The protective order signed by Judge Rakoff also includes this: “This protective order shall survive the termination of the litigation.” The Epstein victims’ case against JPMorgan Chase was settled for $290 million last year with the victims’ attorneys getting a stunning $87 million of that in legal fees. The U.S. Virgin Islands’ case was also settled last year by JPMorgan Chase, for $75 million.
The protective orders were entered in both cases in the early days of the litigation – before any meaningful discovery had occurred – and then prevailed as critically-important discovery material was produced and sealed. That would suggest that the “particularized review” of documents before sealing them that the Second Circuit appellate court demanded in 2019 in the Giuffre case, is ripe for challenge in the Epstein-JPMorgan Chase cases.
The Chairman and CEO of JPMorgan Chase, Jamie Dimon, asserted in his deposition conducted on May 26 of last year that: “I don’t recall knowing anything about Jeffrey Epstein until the stories broke sometime in 2019. And I was surprised that I didn’t even — had never even heard of the guy, pretty much, and how involved he was with so many people.”
JPMorgan Chase has conceded that Epstein had accounts with the bank from 1998 to 2013. But according to Dimon’s narrative in his deposition, Dimon lived a cloistered existence in a corner office on the 48th floor of 270 Park Avenue where even the top executives who directly reported to him and worked only “a couple hundred feet” away from his office, never shared with Dimon their knowledge of and meetings over the bank’s concerns about Epstein’s massive withdrawals of hard cash, his prior history as a jailed sex offender in Florida, or his appearance on the front page of the New York Post in 2011 with the giant, all caps bold headline: “PRINCE AND PERV,” featuring a photo of Prince Andrew and Epstein, and the commentary: “Randy Andy with NYC sex creep.”
Somehow, the fact that Epstein was referring to JPMorgan Chase some of the richest men in the world and most politically-connected also escaped the man sitting at the helm of the bank in that corner office. According to the lawsuit against JPMorgan Chase by the Attorney General of the U.S. Virgin Islands, Epstein referred the following individuals to the bank as clients: the sixth richest man in the world, Microsoft co-founder and billionaire Bill Gates; the ninth richest man in the world, Google co-founder and billionaire Sergey Brin; the Sultan of Dubai, Sultan Ahmed bin Sulayem; media and real estate billionaire Mort Zuckerman; former U.S. Treasury Secretary and former Harvard President Larry Summers, and numerous others.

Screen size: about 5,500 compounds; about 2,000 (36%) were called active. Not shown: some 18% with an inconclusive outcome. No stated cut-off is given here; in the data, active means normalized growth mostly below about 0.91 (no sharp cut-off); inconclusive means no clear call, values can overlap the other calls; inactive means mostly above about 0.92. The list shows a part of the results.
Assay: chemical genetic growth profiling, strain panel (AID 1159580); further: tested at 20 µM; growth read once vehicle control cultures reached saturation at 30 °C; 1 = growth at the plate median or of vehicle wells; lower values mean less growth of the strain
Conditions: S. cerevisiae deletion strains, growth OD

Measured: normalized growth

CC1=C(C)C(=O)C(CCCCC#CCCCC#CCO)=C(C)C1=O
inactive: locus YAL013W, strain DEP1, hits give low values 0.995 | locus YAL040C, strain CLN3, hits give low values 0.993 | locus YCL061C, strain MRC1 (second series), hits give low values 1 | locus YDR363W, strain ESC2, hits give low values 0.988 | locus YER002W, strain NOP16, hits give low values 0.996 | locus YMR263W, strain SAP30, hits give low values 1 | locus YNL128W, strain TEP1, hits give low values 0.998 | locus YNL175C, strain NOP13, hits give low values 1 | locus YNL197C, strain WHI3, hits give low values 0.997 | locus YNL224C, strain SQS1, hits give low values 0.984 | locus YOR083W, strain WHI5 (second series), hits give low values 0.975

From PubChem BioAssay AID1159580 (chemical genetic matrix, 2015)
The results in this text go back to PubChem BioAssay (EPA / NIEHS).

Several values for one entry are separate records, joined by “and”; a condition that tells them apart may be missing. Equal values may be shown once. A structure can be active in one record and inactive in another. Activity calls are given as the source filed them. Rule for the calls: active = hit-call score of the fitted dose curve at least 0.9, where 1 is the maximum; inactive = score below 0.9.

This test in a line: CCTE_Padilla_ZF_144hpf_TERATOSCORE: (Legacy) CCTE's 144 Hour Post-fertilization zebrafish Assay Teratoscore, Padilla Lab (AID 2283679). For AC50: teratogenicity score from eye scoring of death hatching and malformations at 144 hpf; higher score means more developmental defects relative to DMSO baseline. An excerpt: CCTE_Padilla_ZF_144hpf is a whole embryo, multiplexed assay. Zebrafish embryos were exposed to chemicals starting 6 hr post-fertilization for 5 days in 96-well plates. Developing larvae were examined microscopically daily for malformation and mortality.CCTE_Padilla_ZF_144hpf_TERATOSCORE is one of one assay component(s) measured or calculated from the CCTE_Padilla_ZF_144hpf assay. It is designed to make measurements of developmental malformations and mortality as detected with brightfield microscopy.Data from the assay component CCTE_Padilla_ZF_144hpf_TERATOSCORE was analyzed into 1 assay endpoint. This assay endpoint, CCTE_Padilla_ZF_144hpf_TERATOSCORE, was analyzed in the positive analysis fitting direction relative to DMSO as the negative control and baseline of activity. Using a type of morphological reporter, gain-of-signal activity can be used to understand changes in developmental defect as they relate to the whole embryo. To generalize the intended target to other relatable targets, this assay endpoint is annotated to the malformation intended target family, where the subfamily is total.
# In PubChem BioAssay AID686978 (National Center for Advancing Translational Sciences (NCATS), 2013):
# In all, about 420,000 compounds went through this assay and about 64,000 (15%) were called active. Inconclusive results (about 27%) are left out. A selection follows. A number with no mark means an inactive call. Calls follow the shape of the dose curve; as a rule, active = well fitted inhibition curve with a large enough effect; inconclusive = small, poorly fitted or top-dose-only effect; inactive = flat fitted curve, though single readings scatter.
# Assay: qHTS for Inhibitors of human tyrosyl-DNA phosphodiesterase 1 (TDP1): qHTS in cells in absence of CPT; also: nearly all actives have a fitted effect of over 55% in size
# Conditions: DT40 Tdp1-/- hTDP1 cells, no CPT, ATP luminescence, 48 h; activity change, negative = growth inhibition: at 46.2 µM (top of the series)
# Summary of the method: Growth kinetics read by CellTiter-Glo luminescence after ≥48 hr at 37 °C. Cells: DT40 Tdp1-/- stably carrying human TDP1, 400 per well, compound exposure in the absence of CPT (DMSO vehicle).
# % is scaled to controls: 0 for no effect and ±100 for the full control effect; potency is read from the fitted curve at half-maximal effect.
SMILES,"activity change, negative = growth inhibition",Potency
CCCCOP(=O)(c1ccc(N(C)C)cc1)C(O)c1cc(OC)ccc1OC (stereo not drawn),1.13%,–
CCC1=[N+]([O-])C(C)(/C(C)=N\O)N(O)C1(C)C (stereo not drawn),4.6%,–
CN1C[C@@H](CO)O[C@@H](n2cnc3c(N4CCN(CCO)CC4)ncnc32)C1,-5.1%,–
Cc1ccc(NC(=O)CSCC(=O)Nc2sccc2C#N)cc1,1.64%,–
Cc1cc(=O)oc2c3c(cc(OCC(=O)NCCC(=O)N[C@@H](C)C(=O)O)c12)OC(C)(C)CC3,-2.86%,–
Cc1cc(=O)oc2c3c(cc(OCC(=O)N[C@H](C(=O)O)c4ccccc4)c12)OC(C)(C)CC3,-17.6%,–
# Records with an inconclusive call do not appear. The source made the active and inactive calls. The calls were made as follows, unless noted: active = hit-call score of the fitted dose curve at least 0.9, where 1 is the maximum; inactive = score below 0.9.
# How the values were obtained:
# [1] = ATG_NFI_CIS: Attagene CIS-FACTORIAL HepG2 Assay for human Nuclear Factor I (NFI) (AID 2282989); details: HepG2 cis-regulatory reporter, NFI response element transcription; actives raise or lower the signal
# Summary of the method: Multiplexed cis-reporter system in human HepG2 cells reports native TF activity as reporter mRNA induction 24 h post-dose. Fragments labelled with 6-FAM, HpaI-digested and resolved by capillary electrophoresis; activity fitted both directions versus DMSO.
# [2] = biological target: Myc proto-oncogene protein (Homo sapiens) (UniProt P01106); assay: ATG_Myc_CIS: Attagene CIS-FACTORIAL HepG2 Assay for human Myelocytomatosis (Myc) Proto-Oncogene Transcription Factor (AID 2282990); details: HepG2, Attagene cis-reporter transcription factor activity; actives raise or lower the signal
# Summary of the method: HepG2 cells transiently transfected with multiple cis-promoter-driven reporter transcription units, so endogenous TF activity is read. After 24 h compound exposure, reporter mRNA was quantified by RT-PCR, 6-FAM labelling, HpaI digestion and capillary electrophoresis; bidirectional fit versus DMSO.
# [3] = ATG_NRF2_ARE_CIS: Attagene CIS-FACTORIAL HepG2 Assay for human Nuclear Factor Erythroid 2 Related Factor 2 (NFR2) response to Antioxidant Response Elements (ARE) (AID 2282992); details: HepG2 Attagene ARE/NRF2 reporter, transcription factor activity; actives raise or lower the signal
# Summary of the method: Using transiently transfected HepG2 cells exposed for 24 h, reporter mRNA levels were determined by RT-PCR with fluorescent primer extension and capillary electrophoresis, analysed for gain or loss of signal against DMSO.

Dimon’s proclaimed ignorance of the existence of Epstein or his red-carpet treatment inside the bank lost even more credibility when Boies introduced an email during Dimon’s deposition that directly referred to a 2010 Epstein meeting with Dimon. The exchange went as follows:
Boies: “On February 26, 2010, Lesley Groff writes Mr. Epstein on the subject of, Jes [Staley] and Jamie. ‘Shall I have Lynn prepare heavy snacks for your evening appointments with [redacted], Jes Staley and Jamie Dimon? Or is this to be a nice, sit-down dinner at 9 p.m.?’ And Mr. Epstein replies, ‘Snacks.’ ”
Dimon responds: “I have never had an appointment with Jeff Epstein. I’ve never met Jeff Epstein. I never knew Jeff Epstein. I never went to Jeff Epstein’s house. I never had a meal with Jeff Epstein. I have no idea what they’re referring to here.”
It would seem that a simple means existed to determine the veracity of Dimon’s claim to have never met with Epstein at his Manhattan mansion: schedule a deposition with Lesley Groff, Epstein’s right-hand assistant in New York, and inquire as to whether the meeting she referenced in her email to Epstein had indeed occurred on the night of February 26, 2010, or any other date. Curiously, the court docket does not indicate that Lesley Groff was ever deposed by the plaintiffs’ lawyers.
What is not in question, however, is that plenty of other JPMorgan Chase bankers were beating a path to the door of Epstein’s Manhattan mansion. According to a document filed by the bank’s attorneys (see pages three, four and five) on August 25 of last year, 15 of its executives or bankers visited Epstein’s Manhattan mansion – a key location of the sex trafficking and sexual assaults according to victims.
In the case of Justin Nelson, a Managing Director at the JPMorgan Private Bank, he visited Epstein’s Manhattan mansion 12 times between 2012 and 2017 and made a trip to Epstein’s Zorro Ranch in New Mexico once in January of 2016. (The bank has previously claimed its relationship with Epstein ended in 2013.)
According to current files at the Wall Street self-regulator, FINRA, Nelson is working out of JPMorgan’s Greenwich, Connecticut office – which caters to hedge funds. FINRA records show that Nelson was allowed by the firm to take the General Securities Sales Supervisor examination in August of 2020, suggesting that Nelson is now supervising others.